My training in journalism school (1973-77) was old school. We had it drilled into us to report the news on the front page and save opinion for the opinion page. To be unbiased. To be sure of your facts before you published.
If you had something negative to write about somebody, you told them it was coming and asked for their comment on the matter.
You just don't see that in most national publications anymore. I have always considered broadcast news to be more entertainment than journalism, and really didn't expect much from them, but here lately even the newspapers have become all fluff and opinion.
That's really disappointing.
So when I moved to Dunlap in 2013 and realized the Dunlap Tribune was not doing a very good job of serving the people of Dunlap, I figured maybe I could help.
I was 58 years old at the time, but I had some good, solid experience in journalism – in newspaper, magazine, and TV reporting, writing news, features, and editorials, laying out the paper, writing headlines . . . even darkroom work, back when we handled real photos instead of digital images.
My most recent job had been as copy editor on a daily newspaper in Alabama. In the past, I won awards from the Georgia Press Association, the Georgia Bar Association, and the Georgia Health Care Association for writing and photography.
I figured I had something to offer.
But when I contacted the Dunlap Tribune about working for them as a reporter, they never got back to me. I even contacted them a second time about writing a column for their editorial page, but they did not want that, either. (I only realized later that they truly had no editorial page with columns, letters to the editor, etc.)
I assumed that they did not want to hire me in any capacity because they thought they would have to pay me more than their regular reporter, Nathan. I knew what newspapers paid, though. Believe me.
When I graduated from the University of Georgia and went to work at my first newspaper job, I brought home less than $100 each week. That was in 1977, but things haven't changed too much for reporters since then.
Reporters at my last job, on the daily in Alabama, were making $10 an hour, and they were required to produce two stories each day, usually with some photos included.
In 2010 – the year after I left – there were some major cutbacks, and all the reporters were asked to take a dollar an hour reduction in pay. Some of them went back to college to get an advanced degree. At least one went to work doing public relations for a big auto manufacturer.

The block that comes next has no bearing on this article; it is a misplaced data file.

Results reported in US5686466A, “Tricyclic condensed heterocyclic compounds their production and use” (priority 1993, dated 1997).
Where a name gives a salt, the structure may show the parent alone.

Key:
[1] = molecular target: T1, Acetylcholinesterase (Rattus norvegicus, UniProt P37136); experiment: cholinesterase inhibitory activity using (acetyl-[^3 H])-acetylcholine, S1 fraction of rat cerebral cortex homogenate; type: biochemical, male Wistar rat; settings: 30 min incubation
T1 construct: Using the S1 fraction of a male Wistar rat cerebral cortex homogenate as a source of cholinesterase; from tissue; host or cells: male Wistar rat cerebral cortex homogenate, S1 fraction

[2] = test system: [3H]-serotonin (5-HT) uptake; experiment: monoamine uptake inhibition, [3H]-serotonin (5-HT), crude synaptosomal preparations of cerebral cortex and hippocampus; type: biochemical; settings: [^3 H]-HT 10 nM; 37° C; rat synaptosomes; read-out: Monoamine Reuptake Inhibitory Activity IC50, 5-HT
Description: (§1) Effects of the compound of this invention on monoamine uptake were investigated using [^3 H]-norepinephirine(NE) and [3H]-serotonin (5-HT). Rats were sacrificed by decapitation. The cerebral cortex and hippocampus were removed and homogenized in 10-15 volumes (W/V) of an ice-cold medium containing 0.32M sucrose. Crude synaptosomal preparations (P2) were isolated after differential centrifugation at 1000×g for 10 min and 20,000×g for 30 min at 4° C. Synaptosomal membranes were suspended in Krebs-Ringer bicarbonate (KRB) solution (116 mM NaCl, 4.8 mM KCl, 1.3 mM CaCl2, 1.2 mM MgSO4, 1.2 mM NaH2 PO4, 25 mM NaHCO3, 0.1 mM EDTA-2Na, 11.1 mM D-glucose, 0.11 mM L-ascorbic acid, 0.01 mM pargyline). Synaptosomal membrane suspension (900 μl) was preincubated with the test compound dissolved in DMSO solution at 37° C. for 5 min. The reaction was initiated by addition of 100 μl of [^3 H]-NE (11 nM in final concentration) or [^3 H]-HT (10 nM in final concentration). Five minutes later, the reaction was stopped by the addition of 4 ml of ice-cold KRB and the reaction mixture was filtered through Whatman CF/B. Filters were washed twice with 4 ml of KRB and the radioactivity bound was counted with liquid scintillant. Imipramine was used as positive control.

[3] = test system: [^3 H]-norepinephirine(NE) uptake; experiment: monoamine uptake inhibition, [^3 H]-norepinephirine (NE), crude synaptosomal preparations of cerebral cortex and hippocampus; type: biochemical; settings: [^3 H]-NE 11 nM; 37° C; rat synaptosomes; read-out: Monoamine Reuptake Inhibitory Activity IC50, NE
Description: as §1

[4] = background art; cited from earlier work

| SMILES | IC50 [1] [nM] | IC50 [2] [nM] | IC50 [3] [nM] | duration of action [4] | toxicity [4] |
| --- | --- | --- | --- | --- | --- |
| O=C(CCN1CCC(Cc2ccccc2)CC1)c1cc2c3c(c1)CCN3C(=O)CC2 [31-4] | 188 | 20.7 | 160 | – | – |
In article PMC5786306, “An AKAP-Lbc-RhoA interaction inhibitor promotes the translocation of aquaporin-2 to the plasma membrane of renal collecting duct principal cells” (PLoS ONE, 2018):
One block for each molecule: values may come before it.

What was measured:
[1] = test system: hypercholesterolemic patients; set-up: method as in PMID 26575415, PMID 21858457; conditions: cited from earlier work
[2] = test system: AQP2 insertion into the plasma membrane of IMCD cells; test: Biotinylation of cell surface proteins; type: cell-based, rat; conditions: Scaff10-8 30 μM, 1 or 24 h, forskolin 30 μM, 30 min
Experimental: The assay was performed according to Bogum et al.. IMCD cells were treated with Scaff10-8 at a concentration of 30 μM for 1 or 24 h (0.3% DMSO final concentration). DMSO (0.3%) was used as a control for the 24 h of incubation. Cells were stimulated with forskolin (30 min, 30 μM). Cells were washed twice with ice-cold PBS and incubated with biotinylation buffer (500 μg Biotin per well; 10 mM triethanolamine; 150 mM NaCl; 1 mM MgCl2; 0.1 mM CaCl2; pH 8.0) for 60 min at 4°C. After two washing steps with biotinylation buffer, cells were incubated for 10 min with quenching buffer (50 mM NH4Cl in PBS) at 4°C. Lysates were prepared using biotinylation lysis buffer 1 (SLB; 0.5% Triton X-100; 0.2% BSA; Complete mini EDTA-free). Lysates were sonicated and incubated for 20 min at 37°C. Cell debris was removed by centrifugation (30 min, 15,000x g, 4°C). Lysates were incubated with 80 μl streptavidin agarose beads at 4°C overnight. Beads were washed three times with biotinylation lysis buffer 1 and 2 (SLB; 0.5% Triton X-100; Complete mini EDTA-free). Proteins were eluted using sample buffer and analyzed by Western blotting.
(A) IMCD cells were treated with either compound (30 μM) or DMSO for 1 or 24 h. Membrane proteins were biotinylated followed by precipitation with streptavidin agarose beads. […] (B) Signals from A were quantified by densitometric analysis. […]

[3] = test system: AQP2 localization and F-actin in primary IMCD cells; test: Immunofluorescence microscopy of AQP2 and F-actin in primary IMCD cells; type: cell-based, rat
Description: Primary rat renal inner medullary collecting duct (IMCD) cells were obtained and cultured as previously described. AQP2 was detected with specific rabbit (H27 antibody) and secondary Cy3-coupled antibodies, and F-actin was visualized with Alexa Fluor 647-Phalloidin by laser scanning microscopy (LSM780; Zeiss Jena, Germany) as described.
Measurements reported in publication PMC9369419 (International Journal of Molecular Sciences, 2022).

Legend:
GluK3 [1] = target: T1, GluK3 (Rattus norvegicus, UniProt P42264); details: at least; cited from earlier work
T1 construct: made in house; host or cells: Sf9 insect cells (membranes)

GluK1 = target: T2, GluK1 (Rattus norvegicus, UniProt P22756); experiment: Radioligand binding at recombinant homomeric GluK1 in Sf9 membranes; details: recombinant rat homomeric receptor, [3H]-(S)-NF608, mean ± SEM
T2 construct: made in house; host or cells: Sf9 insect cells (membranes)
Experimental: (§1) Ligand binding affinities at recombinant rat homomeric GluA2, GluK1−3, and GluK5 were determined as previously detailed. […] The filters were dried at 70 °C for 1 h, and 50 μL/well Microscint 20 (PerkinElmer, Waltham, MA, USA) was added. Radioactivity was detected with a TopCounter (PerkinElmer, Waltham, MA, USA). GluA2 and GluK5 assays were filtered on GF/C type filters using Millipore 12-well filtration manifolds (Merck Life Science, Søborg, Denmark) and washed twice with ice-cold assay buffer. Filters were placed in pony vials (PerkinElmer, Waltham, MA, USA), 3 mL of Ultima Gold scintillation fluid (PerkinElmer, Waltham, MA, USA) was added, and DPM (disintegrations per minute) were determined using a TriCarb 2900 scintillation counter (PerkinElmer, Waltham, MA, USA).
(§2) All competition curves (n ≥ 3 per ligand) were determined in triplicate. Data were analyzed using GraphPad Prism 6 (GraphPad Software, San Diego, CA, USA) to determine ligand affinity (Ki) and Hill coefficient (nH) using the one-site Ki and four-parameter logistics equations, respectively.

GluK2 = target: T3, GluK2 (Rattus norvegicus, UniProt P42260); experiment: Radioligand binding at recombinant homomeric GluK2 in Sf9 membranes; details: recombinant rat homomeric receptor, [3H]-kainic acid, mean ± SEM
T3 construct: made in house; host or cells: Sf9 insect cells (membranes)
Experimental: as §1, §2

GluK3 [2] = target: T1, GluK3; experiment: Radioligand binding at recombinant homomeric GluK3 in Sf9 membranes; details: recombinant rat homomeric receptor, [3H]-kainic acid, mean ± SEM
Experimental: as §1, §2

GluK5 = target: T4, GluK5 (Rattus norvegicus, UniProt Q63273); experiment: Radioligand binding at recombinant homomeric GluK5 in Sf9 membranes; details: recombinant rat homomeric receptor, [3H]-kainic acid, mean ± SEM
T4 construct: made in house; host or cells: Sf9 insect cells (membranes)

For you see, the traditional print publications are under pressure from the Internet. Anybody with a phone these days can write their version of the “news.” Sooner or later, the newspapers that don't adapt to the new media will disappear.
When I started Dunlap News Jan. 1, 2016, I was catching the wave of the future – electronic media – but I was using the “old school” journalism I learned in college: Write the truth to the best of my ability, be honest, be diligent. Keep the news on the front page and opinions on the opinion page.
Dunlap News tried to fill the gaps the Dunlap Tribune was leaving, by reporting what was happening in the community, even if it cost us advertising (which it did). Because feedback was instantaneous, through the comment function on Facebook, I could tell what information my readership was really interested in.
I tried to cover everything in the community except sports and many of the school activities, simply because I couldn't do everything. Dunlap News was just me, after all.
And I gradually saw changes in the Dunlap Tribune, as they responded to the growing pressure of that weird hybrid that was the Dunlap News – written like a hometown weekly newspaper, but updated daily (sometimes minute-by-minute), and reaching out to every corner of the globe with news about our little town. They redesigned their format to look cleaner and more professional. They changed their website to make it more accessible.
So, while I regret that we have to stop publication at this time, due to my own health issues, I also realize that in the 3 ½ years Dunlap News has been in operation it has had a positive impact on the community, and that's good.
As of Aug. 31, this site will no longer be updated, and sometime on or right after that date, the site will disappear. If there are any stories or photos you want to save that have appeared on Dunlap News, you need to get them from the Archives now. The link to Archives is at the bottom of the page. Save what you want or print it out, but please give credit to Dunlap News somewhere on it.
Even though the saying is that nothing on the Internet ever goes away, those stories and photos may no longer be accessible after the website goes down.
~ Karen House